Over the past few years, we hung up about 30 bat boxes.
The bats eat, among other things, the oak processionary butterfly and cranesbills, which means that there are fewer oak processionary caterpillars. In addition, they are fond of the May and June beetles whose larvae (grigs) also indirectly cause damage to the track.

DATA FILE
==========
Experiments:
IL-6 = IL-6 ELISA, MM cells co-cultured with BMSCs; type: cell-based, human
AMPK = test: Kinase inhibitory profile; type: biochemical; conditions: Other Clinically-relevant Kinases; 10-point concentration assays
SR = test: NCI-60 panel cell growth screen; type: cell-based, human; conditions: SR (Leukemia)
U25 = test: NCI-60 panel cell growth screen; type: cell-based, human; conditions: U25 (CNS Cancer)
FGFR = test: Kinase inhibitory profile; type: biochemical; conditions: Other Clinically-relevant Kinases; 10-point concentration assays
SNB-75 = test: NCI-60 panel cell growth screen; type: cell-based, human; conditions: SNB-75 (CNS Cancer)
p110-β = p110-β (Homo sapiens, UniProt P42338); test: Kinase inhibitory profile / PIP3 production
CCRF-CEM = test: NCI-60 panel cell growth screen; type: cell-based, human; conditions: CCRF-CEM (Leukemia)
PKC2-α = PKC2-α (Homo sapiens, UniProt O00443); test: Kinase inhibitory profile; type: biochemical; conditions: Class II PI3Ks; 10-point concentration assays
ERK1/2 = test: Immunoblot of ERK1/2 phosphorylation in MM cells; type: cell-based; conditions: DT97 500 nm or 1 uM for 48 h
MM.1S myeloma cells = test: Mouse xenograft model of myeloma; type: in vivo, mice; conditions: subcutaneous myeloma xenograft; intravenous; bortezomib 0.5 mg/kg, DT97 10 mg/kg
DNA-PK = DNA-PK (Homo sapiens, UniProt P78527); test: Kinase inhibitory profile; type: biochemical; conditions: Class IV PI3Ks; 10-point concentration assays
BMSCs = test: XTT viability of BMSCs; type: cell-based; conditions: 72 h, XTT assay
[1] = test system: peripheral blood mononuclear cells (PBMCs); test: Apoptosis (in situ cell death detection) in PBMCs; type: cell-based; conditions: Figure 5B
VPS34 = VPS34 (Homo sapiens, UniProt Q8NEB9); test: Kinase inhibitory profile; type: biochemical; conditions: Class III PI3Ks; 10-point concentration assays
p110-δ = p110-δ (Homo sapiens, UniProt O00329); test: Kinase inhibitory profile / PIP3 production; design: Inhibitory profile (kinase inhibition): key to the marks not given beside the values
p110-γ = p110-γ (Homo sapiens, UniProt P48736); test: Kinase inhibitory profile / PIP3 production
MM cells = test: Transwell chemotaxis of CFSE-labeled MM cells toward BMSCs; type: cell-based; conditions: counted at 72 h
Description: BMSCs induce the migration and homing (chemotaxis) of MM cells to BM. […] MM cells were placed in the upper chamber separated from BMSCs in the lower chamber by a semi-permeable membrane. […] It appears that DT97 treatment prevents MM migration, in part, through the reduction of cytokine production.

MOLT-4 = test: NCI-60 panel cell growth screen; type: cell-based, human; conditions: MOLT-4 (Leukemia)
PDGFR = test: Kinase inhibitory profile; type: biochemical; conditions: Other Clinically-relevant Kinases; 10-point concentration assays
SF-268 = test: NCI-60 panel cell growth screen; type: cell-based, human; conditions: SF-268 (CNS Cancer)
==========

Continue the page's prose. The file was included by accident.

We also hung up 30 starling boxes. These starlings are great lovers of leatherettes (larvae of the crane fly) and grubs (larvae of the May and June beetles). When grubs are caught and eaten by crows, they dig in the grass to get to these larvae and this quickly causes major damage to the turf. Unfortunately, we have experience with this. Leather jackets cause damage by eating the roots of the grass and brown spots appear in the grass. Despite the increase in starlings and bats, we still had problems with leatherettes, but we combated them in a biological way with the help of insect-parasitic nematodes. These nematodes penetrate the leatherettes and secrete a bacterium. The bacterium makes the leatherettes sick, causing them to die. In addition, we are now also leaving 4 fallen trees on every hectare, so that beetles and other insects can nest here, which attracts birds and other animal species which also strengthens the diversity of the biotope.